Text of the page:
What’s Next – Medieval music

I was planning to start arranging music of the Classical and Romantic eras. The early to mid-19th century was considered “the golden age of the guitar” with many great performers who were also composers (Sor, Giuliani, Carcassi, Carulli and Aguado). This era was followed by the “dark period” (mid-19th to mid-20th century), despite great works by composers like Tarrega, when the guitar lost ground to the piano and became “old fashioned”. Of course, we all know that the classical guitar regained its status as a modern and delightful instrument and has become popular again — and, of course, the rise of the once lowly ukulele in the 21st century (if you haven’t seen it, I recommend watching the movie “Mighty Uke: The Amazing Comeback of a Musical Underdog” released in 2010).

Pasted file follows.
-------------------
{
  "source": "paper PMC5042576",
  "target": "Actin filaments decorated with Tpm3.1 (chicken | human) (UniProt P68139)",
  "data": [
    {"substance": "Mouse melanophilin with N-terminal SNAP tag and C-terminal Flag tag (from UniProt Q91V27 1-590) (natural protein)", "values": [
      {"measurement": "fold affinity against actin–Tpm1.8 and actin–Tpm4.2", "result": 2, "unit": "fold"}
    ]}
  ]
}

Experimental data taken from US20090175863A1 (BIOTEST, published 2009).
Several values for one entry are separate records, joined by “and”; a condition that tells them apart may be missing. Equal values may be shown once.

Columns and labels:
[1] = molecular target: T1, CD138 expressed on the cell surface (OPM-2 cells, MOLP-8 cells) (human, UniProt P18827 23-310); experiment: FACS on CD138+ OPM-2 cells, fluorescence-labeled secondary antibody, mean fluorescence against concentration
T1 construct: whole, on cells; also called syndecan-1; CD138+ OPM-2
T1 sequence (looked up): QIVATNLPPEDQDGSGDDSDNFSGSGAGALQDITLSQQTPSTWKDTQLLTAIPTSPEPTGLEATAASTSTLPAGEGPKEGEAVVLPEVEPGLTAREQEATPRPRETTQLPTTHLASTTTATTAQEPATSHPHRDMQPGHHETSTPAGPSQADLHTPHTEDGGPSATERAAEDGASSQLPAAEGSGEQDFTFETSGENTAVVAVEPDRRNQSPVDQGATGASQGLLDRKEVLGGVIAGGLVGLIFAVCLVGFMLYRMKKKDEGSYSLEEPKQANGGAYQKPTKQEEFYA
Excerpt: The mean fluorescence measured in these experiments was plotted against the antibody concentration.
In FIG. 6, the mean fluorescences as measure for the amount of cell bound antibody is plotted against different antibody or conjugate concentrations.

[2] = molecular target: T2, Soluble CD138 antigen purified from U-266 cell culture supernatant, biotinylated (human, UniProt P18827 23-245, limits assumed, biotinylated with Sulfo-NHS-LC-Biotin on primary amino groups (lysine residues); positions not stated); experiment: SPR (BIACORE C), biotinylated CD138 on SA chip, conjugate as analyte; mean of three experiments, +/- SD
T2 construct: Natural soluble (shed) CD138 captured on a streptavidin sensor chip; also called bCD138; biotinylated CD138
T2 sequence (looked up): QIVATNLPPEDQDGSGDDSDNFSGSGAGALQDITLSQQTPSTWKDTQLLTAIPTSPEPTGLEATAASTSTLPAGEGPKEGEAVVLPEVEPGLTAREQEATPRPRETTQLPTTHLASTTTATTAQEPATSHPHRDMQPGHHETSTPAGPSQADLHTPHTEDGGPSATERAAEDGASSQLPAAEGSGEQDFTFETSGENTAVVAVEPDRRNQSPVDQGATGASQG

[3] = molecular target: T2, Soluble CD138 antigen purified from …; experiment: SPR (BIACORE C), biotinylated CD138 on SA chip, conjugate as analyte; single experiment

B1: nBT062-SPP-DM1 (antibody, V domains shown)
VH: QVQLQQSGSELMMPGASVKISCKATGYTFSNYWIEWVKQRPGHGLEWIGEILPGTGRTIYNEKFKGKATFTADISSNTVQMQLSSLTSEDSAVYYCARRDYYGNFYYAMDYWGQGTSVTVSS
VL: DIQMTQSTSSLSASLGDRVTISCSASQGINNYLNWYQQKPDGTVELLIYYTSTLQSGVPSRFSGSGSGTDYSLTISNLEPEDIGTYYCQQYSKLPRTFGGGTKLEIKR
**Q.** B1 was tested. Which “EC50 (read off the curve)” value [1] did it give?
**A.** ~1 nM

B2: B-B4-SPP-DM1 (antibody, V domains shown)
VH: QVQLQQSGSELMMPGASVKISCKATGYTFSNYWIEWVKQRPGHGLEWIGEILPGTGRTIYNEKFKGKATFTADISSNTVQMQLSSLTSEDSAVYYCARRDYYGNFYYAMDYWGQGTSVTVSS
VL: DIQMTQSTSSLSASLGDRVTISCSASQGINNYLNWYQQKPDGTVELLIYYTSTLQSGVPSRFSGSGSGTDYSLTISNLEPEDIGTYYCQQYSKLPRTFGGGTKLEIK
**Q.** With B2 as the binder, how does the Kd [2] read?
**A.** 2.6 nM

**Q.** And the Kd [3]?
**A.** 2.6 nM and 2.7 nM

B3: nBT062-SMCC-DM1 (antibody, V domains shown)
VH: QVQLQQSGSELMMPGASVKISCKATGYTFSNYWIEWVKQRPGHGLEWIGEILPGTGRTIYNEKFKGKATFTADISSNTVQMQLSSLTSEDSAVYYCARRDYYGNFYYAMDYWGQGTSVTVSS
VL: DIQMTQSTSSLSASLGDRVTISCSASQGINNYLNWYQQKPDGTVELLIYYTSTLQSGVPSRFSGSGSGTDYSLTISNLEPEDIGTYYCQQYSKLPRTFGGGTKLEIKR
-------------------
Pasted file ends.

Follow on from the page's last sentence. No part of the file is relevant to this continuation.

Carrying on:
However, I’ve decided to delay that, not because there aren’t any great works (there are), but because the music of those eras sounds so wonderful on the modern classical guitar with its additional 5th and 6th strings.
Instead, I’m heading in the other direction and have started arranging for an upcoming book, The Medieval Ukulele.
Illustration of a Medieval Score

A Branle Dance (with real dancers)

I talked about imaging the dancers when arranging a Branle.
You should watch one of the dances sometime — the most famous one is “Branle de l’officiel” which we know as “Ding Dong Merrily on High”. I’ve arranged this piece (it’s in the book “The Yuletide Ukulele”). Here is nice YouTube video of a group of students dancing to it. They are in costume but performing in an empty studio (you’ll have to image an appropriate setting).